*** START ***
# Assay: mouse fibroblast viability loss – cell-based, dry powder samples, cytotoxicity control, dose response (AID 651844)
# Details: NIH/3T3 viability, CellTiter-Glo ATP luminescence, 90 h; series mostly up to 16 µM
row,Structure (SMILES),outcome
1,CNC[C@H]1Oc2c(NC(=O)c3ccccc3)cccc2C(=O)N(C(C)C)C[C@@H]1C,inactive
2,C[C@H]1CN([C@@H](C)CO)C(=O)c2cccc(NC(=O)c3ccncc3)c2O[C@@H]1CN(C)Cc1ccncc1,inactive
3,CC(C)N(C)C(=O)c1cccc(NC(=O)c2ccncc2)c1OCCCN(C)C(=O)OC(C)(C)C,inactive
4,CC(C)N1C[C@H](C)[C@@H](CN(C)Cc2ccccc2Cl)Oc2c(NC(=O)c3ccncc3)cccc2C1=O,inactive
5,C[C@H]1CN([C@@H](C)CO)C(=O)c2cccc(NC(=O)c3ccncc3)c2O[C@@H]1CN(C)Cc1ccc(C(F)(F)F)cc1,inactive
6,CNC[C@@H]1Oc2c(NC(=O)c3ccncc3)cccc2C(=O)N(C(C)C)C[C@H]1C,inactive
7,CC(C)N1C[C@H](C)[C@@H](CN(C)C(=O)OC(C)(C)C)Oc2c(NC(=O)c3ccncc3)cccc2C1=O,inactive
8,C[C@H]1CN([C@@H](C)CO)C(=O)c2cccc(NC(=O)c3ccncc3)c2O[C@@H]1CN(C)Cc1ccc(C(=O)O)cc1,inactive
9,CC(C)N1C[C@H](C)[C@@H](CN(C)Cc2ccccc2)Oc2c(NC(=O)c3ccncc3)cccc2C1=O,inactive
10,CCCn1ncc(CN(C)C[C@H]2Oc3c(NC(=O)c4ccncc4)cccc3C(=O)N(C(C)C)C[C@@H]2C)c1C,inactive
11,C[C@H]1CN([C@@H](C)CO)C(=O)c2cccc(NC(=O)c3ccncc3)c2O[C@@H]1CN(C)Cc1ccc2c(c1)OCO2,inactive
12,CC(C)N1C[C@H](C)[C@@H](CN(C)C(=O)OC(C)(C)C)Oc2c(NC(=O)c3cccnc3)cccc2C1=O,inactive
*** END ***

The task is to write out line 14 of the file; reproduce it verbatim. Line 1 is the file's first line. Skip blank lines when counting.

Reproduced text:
11,C[C@H]1CN([C@@H](C)CO)C(=O)c2cccc(NC(=O)c3ccncc3)c2O[C@@H]1CN(C)Cc1ccc2c(c1)OCO2,inactive